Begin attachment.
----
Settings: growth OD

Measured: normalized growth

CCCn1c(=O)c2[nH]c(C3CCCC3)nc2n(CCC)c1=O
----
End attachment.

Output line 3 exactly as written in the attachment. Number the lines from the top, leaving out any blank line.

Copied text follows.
CCCn1c(=O)c2[nH]c(C3CCCC3)nc2n(CCC)c1=O